Doctors perform surgery on the bear. (PAWS Wildlife Center)

Doctors perform surgery on the bear. (PAWS Wildlife Center)

Bear recovering in Lynnwood after team unites to save her

After being hit by a car and fracturing her pelvis, this black bear ran into the right people.

LYNNWOOD — She’s one lucky bear.

After being hit by a car near Poulsbo, the young adult female dragged herself into the woods. In another time or place, that could have led to a sad ending. Fortunately for this black bear, she would soon come into contact with compassionate professionals and two local institutions devoted to saving wildlife.

“This bear was going through a painful ordeal out there in the woods and likely would have died a long, agonizing, drawn-out death,” said Nicholas Jorg, an officer with the state Department of Fish & Wildlife.

Instead, Pearl, as some of the rescuers dubbed her, was recovering Friday at the PAWS Wildlife Center. After 84 days, she was on the mend at the only permitted rehabilitation facility for black bears in Washington. Her release back into the wild is expected in late spring.

“An important piece of our story is to recognize everybody coming together,” said Jennifer Convy, PAWS wildlife director.

The Lynnwood nonprofit has taken in at least 123 bears since 1986, Convy said. Most of them are cubs, not adults weighing some 300 pounds. This case also was unusual because of the severe injuries.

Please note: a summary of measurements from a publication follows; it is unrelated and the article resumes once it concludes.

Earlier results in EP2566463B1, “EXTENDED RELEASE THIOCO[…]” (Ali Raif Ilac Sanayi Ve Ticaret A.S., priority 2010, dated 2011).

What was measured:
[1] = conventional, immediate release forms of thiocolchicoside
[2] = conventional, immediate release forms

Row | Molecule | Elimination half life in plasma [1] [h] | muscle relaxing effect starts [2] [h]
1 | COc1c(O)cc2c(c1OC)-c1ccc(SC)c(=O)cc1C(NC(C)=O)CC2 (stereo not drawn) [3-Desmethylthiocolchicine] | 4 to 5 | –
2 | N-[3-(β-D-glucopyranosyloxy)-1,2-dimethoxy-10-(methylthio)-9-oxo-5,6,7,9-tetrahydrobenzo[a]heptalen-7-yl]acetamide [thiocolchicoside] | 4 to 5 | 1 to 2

The bear leaves PAWS in an ambulance. (PAWS Wildlife Center)

The bear leaves PAWS in an ambulance. (PAWS Wildlife Center)

Fish & Wildlife officers received the initial report about the bear Dec. 2, but they were unable to locate her during their first trip to the Kitsap Peninsula. A few days later, Jorg returned with colleagues, including three Karelian bear dogs. They quickly found the bear after Colter, the most experienced of the dogs, picked up her scent.

“An exciting ground capture ensued,” Jorg recalled Friday.

The bear was able to move, though not as well as a healthy animal.

“We had to push the bear into a few different positions until we could finally get a dart into her,” Jorg said. “If it wasn’t for the dogs, I wouldn’t have been able to do it on my own and the bear would have just died there.”

Dr. Tori McKlveen, a radiologist with the Veterinary Specialty Center of Seattle, goes over an X-ray of an adult female black bear recovering at the PAWS Wildlife Center in Lynnwood on Friday. (Noah Haglund / The Herald)

Dr. Tori McKlveen, a radiologist with the Veterinary Specialty Center of Seattle, goes over an X-ray of an adult female black bear recovering at the PAWS Wildlife Center in Lynnwood on Friday. (Noah Haglund / The Herald)

Because she was captured Dec. 7, the anniversary of the Pearl Harbor attacks, they nicknamed her Pearl. Given that she is a black bear, the name evolved to Black Pearl, a fictional ship in Disney’s “Pirates of the Caribbean” franchise.

The officer was proud of the teamwork so far. There was much more to come.

Aside from the injuries to her hind quarters, the bear appeared to be in excellent health. Officers called PAWS, which runs a hospital for sick and injured wildlife, across the parking lot from the companion animal shelter that’s familiar to much of the public.

A physical exam and X-rays showed multiple rib and pelvic fractures.